1. You were sure you won’t like it but yet you decided to give it a try so that is very open-minded if you. Very good. 👍

      Like they say, we’ll never know unless we try. I’ll try anything…that is not overly bizarre!

  2. One look at the skin, too thick and I thought I am not going to like it. Interesting and this is the first time I heard of egg skin.

    Yes, it looks thick and I was sure I would not like it – I imagine it to be lembek-lembek like kuih lenggang – that is also egg skin but no, it is actually like popiah skin, a much nuicer version. You’ll be VERY surprised…like me – I expected the worse! Now you will see me going back for more again and again!

    Actually they have this very very thin egg skin they use for wrapping Peking duck – we have that at the restaurants here, they do not use those Chinese pancakes that they have elsewhere. Come to think of it, that would be great for wrapping popiah too but of course, it will have to be much bigger.

  3. Came here because I googled and saw your picture on google for “gu lampa” kuih lol. Was wondering if your blog was still active and here you are! Just wanted to tell you I like your blog and will come back to read more. stay safe ya!

    Oooppsss!!! Is that how they label the photo there? Oh dear!!! *face palm* LOL!!! Yes, been around for years now, struggling to stay alive. Thanks for dropping by and commenting. Do hop over anytime, always welcome!

  4. I love popiah with fresh skin. I dislike those fried ones. I had a relative who used to make popiah skin to sell. I saw her making those skins by rubbing the batter on a hot skillet. She was such an expert and could make many pieces within a short time.

    Yes, I saw that before…and the last time I saw it was at the Chowrasta Market in Penang.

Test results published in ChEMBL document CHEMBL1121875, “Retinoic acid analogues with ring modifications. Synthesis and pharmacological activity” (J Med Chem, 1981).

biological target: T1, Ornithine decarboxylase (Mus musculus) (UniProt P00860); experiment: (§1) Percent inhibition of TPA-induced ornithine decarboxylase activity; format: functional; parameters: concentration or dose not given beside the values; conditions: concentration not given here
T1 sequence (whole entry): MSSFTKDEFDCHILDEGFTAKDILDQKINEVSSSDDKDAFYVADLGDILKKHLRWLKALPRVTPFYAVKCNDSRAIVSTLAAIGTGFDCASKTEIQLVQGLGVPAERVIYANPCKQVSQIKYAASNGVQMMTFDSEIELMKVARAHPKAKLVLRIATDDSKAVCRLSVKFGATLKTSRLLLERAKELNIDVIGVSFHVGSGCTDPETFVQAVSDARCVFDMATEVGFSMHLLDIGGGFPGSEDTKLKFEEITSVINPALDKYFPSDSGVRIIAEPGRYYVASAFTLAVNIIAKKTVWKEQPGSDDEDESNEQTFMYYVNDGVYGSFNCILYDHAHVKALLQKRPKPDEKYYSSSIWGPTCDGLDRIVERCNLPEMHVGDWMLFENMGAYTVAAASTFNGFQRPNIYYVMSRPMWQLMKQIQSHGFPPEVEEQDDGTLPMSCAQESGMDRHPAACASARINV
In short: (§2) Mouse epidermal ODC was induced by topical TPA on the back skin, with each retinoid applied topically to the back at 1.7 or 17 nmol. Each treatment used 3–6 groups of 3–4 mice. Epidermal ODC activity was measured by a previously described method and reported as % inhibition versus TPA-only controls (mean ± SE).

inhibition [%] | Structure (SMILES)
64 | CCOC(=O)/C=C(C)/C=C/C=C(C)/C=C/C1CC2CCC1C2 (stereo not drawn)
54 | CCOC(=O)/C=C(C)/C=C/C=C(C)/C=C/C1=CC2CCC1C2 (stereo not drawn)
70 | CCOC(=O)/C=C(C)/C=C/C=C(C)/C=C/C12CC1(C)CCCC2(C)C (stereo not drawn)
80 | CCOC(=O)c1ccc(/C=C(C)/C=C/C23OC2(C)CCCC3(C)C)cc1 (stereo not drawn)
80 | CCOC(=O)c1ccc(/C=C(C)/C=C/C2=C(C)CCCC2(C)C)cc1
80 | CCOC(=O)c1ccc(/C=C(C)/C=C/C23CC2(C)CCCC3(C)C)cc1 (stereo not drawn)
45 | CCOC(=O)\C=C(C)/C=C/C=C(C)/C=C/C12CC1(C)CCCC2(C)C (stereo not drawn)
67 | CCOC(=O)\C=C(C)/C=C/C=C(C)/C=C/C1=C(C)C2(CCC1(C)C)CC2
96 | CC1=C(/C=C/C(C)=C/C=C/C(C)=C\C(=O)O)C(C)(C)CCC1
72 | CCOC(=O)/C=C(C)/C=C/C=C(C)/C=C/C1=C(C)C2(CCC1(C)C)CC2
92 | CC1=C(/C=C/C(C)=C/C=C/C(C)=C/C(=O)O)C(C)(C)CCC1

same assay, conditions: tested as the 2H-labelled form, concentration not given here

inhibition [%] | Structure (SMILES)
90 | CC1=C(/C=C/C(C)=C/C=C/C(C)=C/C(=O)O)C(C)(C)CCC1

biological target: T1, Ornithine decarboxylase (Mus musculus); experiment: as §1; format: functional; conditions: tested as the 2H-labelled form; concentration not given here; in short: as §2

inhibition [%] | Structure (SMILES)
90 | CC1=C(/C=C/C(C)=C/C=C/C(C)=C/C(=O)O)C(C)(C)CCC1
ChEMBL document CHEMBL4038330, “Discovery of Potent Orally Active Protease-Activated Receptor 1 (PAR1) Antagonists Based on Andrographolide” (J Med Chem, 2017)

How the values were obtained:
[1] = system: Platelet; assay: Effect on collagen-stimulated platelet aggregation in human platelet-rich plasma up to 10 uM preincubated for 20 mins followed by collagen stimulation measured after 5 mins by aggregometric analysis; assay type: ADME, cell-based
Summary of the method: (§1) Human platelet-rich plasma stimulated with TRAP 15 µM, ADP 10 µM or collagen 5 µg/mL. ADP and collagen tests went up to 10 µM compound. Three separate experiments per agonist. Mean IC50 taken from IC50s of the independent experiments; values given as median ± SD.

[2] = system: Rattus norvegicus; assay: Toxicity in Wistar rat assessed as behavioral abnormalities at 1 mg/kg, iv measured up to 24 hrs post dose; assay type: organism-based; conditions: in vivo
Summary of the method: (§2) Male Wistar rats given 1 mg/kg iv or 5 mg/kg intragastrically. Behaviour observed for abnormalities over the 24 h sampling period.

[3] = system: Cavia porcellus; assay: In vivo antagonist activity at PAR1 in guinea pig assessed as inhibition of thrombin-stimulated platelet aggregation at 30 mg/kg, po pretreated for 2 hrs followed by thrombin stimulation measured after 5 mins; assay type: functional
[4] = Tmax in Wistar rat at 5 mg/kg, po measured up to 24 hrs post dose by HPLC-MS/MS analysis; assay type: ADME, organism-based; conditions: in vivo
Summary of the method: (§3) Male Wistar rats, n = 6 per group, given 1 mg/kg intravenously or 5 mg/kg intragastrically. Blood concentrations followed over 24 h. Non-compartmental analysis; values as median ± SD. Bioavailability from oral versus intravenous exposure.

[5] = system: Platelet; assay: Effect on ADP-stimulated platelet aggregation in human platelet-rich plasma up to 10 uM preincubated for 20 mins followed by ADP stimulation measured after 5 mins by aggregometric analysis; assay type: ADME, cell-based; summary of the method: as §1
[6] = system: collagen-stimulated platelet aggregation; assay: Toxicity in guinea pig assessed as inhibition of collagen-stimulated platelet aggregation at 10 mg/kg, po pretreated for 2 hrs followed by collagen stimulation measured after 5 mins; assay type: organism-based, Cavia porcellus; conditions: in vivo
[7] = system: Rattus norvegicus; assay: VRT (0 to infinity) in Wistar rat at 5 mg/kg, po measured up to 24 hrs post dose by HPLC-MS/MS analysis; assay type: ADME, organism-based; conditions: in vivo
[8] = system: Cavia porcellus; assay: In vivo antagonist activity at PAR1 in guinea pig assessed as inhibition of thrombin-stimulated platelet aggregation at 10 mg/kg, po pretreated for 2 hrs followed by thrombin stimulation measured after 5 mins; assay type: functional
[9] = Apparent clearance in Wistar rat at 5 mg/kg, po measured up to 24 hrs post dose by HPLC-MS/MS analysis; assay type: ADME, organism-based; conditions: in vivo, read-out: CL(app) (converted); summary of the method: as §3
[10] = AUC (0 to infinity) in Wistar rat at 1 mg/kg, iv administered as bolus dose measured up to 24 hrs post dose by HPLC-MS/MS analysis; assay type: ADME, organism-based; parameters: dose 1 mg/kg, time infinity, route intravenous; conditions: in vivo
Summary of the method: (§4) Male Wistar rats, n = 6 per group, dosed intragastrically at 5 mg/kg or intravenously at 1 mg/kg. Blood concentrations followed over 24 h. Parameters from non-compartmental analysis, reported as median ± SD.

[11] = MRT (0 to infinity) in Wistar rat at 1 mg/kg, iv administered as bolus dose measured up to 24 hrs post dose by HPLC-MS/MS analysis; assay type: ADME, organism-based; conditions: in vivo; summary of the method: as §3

https://suituapui.wordpress.com/2011/04/09/wherever-i-go/
    We use that kind of popiah skin ALL our lives!!! Unfortunately, nobody here makes it anymore – there’s one but hers not good, thick, tears easily and has a smell…like fermented flour. That is why I use the frozen supermarket ones all this while, beggars can’t be choosers.

    I guess you have not come across this nyonya eggskin for popiah either? Take my word for it! It is VERY much nicer, not so dry, not like paper, not tough. I wish I could make my own.

  5. my favourite kind of popiah is the kind i grew up with in malacca, laced with lots of pork lard inside for a decadent crunch 😀

    Sinful, eh? For one thing, people here are not so into those pork crusts, not like in the peninsula. You can find it even in your char kway teow. I hear they used the crusts after rendering the lard for animal feed, dunno how true.

  6. The sight of the prawn has definitely elevated the taste of the popiah. At least visually at first. 😀

    Not this type of prawn, the pinkish hard shell ones, cheaper. Honestly, they do not get me excited. Common sense will tell you that you really can’t expect much for only 50 sen extra.

  7. Wow… the popiah indeed looks very tempting! Over here, I can still get a popiah for Rm2.50 minus the prawns of course…

    They’re RM3.30 in Kuching, big fat ones and very very nice…
    https://suituapui.wordpress.com/2019/09/14/nearby/
    We do not have any place selling good popiah in Sibu so I am very happy we have this one now – really nice, wouldn’t mind going back for more.

  8. I prefer the flour popiah skin as those egg popiah skin tend to be rubbery. I just had popiah recently, one of my favourite snacks, yums!

    You probably went to the wrong one – this one was not rubbery at all. The flour skin may be rubbery too if they are not well-made with an offensive smell thrown in – that is why I never buy the one freshly made here anymore.

All opinions expressed in my blog are solely my own, that is my prerogative - you may or may not agree, that is yours. To each his/her own. For food and other reviews, you may email me at sibutuapui@yahoo.com